Sunday, April 15, 2018

San Diego Union-Tribune: From Mozart to Ellington, Harlem Quartet shines for ArtPower at UCSD

Harlem Quartet

By Marcus Overton

Sunday, April 15, 2018

Benjamin Franklin once said that wine is the proof that God loves us and wants us to be happy. He would surely have added music to that list if he had been at the Harlem Quartet concert on Friday evening in UC San Diego’s Conrad Prebys Concert Hall in a program presented by ArtPower.

Capping a week-long residency of UCSD masterclasses and interactive programs for students in Chula Vista and other area schools, this one-of-a-kind quartet was ready to swing.

Wait. One of a kind? Yes, I’m willing to make that bet. Here’s why.

The Harlem Quartet — violinists Ilmar Gavilán and Melissa White, violist Jaime Amador and cellist Felix Umansky — was born out of the Sphinx Organization, a Detroit-based arts education initiative with a mission to harness the power of the arts to lift kids out of underserved communities through music.

The foursome’s approach reflects Duke Ellington’s declaration that there are two kinds of music: good and bad. The Harlem Quartet takes the whole universe of music as their domain.

So Friday night’s concert covered a lot of territory: quartets by Mozart and Beethoven, some lushly textured bossa nova, a rhythmically challenging Afro-Cuban piece, and that small Anton Webern masterpiece, “Langsamer Satz” (Slow Movement) that out-Mahlers Mahler.

Mozart’s B-flat Major String Quartet, K.458, was one of six he gave in appreciation to his sometime teacher Joseph Haydn. Mozart did not give it the nickname it carries, “The Hunt”, but its expansive opening summons us to the outdoors, and the entire work is shot through with sunshine. The Quartet played it with a pillowy amplitude that never sacrificed clarity to its big richly burnished sound. Throughout its four movements — in fact, throughout the entire concert — the Quartet exhibited an uncanny ability to select perfect tempos that allowed the music to breathe while propelling it forward.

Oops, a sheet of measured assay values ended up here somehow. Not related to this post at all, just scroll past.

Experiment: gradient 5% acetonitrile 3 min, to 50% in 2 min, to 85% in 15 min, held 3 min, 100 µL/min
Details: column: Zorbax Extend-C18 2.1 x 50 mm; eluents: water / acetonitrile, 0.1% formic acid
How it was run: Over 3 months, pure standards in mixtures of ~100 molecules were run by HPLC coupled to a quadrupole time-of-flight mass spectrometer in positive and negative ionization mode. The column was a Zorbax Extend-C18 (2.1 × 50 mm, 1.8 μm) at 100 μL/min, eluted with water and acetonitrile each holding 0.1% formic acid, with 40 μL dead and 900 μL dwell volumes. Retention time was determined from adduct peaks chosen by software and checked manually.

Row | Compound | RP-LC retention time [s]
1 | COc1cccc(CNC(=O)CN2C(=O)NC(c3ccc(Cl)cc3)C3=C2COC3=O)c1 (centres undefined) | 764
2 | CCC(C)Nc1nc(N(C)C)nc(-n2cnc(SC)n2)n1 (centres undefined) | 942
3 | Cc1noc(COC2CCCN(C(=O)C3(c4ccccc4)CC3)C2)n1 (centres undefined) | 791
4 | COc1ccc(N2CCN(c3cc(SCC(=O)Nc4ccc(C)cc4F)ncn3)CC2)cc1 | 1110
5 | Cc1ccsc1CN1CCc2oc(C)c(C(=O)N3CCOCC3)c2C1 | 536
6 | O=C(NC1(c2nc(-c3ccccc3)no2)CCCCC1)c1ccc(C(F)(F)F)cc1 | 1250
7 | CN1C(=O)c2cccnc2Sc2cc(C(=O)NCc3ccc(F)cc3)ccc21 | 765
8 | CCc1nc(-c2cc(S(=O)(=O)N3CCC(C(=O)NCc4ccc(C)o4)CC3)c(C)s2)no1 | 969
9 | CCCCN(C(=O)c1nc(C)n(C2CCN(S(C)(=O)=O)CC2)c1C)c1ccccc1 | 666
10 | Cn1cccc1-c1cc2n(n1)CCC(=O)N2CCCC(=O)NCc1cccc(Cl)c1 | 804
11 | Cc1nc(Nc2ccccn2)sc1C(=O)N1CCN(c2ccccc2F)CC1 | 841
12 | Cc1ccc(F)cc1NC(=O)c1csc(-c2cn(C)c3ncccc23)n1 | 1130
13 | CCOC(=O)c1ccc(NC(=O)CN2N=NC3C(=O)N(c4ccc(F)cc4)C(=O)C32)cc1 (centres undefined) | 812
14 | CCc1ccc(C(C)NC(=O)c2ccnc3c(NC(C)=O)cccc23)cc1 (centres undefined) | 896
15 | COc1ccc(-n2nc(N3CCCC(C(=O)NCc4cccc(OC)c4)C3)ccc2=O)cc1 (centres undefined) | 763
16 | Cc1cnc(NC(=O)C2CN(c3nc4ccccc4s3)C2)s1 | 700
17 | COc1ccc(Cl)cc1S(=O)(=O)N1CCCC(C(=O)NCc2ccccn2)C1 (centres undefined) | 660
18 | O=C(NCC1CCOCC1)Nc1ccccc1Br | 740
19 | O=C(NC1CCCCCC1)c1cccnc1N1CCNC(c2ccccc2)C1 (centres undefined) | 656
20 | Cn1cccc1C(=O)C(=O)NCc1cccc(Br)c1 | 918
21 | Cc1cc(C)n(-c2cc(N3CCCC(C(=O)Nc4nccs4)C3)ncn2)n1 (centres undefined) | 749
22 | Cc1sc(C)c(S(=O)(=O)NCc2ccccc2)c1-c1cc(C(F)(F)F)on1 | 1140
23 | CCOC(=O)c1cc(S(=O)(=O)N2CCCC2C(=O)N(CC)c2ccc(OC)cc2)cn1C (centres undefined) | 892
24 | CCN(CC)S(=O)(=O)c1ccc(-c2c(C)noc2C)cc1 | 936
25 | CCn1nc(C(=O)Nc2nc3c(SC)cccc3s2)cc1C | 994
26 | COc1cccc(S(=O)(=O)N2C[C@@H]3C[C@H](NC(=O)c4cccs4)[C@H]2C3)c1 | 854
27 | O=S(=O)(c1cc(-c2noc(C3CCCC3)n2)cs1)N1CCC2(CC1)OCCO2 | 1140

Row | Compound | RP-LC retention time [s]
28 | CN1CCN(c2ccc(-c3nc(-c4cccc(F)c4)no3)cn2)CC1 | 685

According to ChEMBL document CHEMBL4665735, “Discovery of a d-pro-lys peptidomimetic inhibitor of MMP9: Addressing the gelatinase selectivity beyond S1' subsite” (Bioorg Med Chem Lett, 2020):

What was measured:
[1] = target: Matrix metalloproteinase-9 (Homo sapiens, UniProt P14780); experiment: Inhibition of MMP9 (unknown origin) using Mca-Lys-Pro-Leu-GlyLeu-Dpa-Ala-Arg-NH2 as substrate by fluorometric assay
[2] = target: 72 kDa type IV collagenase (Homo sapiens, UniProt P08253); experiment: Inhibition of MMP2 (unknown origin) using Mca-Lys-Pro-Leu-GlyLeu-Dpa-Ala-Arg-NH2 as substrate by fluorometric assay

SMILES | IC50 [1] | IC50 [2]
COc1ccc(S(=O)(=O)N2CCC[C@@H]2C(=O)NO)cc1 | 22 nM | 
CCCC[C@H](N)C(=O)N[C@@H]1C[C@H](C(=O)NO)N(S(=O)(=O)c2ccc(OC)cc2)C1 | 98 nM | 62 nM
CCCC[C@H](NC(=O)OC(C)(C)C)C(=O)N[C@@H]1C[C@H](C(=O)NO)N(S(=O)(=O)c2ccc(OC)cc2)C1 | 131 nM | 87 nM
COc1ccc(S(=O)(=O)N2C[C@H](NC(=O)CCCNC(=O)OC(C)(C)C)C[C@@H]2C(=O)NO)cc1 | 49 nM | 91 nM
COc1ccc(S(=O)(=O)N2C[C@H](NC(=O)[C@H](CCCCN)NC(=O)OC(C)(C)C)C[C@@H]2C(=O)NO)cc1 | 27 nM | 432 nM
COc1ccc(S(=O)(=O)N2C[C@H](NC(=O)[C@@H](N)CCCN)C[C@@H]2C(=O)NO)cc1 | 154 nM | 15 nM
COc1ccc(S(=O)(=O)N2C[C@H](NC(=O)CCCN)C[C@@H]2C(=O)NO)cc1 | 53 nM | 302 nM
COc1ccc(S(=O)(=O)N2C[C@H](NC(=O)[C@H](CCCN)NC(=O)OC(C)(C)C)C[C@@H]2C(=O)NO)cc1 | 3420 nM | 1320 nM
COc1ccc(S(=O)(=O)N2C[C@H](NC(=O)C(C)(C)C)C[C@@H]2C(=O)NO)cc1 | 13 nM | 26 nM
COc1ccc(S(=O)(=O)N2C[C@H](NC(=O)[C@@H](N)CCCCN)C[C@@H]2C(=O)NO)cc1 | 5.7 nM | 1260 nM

Antonio Jobim’s “The Girl from Ipanema” (arranged by the Quartet and Dave Glenn) passed a tune we all think we know through the prism of four individual musical minds, emerging as a textured rainbow on the other side. What might have appeared to be a musical bon-bon snapped into place later when Webern’s “Langsamer Satz” suddenly seemed to be predicting a musical future in which Ipanema was not as far away from Vienna as you might think.

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